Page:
Materials: 2 RAST dresser and a piece of white-washed wood from the IKEA as-is section
In preparation for my new place, I bought two of these IKEA RAST dressers. I had seen them on Pinterest redone in amazing ways. I also was enticed by their low price of $34.99. I was so excited as I put them together. I had envisioned them as a set of dressers for my casual clothing until I realized they are only 27″ high. I am horrible at translating how tall 27 inches but basically I had to sit down on the floor to open the drawers. The drawers are also fairly shallow so one folded shirt would take up half of the drawer. I had to find a way to re-purpose these dressers since IKEA does not take returns on furniture that is already built. I decided that I would use two dressers with a piece of wood on top for a desk. I also decided to add a piece of wood across the bottom so that I could attach casters to the dressers. This would improve the height issue and make them easy to maneuver if needed.
First, I assembled both sets of dressers and lightly sanded the pieces that were on the outside. The nice thing about the RAST is that they are made of pine not MDF. Now it was time to choose the stain color. I chose Miniwax Wood Finish in Classic Grey. In this picture it looks very gray but on the dresser it has a blue tint. I prefer the blue tint. The instructions say to wait a minute or two between when you brush on the stain and when you wipe the stain off with a rag/cloth. I was staining in Charleston, South Carolina in the summer so there was no need to wait. I would immediately remove the stain and applied a second coat if I desired a darker color.
Here is where I had to go off script and figure out my own path. The RAST was too small for a desk and I wasn’t sold on just adding legs. Adding casters to the bottom was the perfect solution because it raised the dressers to an acceptable height and also allowed them to roll around. To attach the casters I had to first add a piece of wood to the bottom of the dressers. The RAST has no bottom shelf and the wood also provided some stability. I choose pre-cut pine boards and then simply measured the width and depth that I needed. I attached the wood to the dresser with wood screws and next attached the casters.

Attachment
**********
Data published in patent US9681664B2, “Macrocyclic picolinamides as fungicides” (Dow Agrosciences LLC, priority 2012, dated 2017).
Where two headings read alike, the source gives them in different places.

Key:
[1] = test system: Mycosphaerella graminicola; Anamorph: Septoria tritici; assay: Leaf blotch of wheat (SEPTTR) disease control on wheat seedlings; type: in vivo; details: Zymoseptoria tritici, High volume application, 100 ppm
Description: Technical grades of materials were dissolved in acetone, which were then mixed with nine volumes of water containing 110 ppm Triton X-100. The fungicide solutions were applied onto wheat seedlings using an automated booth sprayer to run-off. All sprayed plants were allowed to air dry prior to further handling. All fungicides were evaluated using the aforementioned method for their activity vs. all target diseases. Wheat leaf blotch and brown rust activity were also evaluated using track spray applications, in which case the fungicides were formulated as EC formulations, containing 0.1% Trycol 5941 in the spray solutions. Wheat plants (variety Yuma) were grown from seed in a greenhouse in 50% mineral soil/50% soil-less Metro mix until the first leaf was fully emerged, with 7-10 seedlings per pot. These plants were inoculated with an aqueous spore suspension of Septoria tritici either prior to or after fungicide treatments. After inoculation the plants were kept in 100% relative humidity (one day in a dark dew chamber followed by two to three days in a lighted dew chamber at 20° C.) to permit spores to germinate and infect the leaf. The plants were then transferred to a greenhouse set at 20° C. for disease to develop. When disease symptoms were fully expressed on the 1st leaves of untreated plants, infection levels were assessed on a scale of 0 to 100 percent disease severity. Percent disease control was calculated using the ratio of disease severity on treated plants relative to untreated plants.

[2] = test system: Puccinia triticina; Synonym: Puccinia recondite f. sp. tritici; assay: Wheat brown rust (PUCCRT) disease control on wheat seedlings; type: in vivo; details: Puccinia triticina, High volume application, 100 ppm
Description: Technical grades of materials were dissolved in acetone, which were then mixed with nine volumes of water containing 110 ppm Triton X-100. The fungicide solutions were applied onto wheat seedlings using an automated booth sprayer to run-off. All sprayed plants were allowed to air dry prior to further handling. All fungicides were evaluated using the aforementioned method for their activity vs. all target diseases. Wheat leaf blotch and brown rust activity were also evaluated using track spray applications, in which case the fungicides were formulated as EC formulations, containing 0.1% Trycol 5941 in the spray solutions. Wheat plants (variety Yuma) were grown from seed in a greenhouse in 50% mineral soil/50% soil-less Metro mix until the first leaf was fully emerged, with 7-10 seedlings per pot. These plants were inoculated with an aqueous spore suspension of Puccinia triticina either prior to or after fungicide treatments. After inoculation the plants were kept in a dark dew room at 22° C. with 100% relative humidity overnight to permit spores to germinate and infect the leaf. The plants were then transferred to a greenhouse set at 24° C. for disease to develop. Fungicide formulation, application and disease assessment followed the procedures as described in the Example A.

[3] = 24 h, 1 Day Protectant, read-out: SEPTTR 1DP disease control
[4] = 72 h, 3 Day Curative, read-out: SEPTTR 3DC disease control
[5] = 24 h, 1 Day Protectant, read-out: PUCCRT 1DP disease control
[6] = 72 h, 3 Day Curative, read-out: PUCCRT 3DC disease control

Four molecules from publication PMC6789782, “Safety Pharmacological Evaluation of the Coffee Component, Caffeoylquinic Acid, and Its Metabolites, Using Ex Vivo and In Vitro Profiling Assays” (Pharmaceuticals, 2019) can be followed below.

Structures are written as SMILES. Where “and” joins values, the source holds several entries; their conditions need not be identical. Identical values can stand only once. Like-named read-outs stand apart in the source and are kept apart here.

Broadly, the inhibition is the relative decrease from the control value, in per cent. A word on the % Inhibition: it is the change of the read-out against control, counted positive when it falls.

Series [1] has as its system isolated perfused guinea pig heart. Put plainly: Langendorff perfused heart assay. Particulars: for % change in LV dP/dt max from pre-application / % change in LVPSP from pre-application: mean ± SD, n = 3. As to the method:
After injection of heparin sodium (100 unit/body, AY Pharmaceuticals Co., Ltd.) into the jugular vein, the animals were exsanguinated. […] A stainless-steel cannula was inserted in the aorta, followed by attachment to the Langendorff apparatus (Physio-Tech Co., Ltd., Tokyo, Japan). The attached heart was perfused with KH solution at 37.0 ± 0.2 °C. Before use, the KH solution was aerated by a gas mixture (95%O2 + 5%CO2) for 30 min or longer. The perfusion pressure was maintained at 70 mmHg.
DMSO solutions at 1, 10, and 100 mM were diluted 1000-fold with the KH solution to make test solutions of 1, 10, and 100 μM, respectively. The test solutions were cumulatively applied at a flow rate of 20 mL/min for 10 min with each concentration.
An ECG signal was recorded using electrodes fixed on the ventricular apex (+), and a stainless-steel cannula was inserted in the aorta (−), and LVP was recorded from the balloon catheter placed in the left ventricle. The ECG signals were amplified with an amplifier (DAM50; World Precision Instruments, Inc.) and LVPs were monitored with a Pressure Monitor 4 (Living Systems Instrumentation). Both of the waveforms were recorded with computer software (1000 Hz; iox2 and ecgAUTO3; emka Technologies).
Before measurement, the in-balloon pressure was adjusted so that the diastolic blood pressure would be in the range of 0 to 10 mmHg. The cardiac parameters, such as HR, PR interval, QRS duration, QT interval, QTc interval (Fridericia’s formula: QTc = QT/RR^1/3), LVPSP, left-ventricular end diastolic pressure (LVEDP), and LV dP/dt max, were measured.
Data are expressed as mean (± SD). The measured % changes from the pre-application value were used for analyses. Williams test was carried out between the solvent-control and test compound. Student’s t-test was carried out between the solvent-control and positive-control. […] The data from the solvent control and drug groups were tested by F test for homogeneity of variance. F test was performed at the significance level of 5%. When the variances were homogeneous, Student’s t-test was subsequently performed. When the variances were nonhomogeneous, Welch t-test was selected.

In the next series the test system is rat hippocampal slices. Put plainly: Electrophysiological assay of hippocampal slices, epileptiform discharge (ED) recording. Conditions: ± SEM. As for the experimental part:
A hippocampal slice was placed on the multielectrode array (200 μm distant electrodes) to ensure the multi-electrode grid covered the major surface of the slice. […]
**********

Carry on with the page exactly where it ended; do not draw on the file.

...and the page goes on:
In the second picture (right), the blueish-grey color is more apparent. I made sure to wipe down the wood so that the grain was visible. This gives the desk a farmhouse/antique feel. Instead of using the knobs that were provided by IKEA, I purchased 12 from ebay. These ceramic knobs are a bright white with light grey crackling. They were fairly cheap at around $2 a knob but they came from India and took about three weeks to arrive at my house.
There is an IKEA across the street from my job so I am constantly browsing the As-Is section. I was able to locate a long piece of white-washed wood that would be perfect for the desk top. The piece only cost $5 and I have no clue what the wood was originally designed for.
Here you can see the final product. I attached the wood to the wall with shelf brackets — two on each side and the front is supported by the dresser. I chose not to attach the wooden top to the dressers so that I can reuse the pieces later for a different function. The desk works perfectly and has more than enough room for all my craft projects.
Jules Yap started IKEAHackers.net in 2006 as a personal blog to showcase the most impressive IKEA hacks from all over the world. Since then, she has learned a lot more about power tools and DIY. Her site has helped thousands modify IKEA furniture with step-by-step tutorials, craft projects and home styling.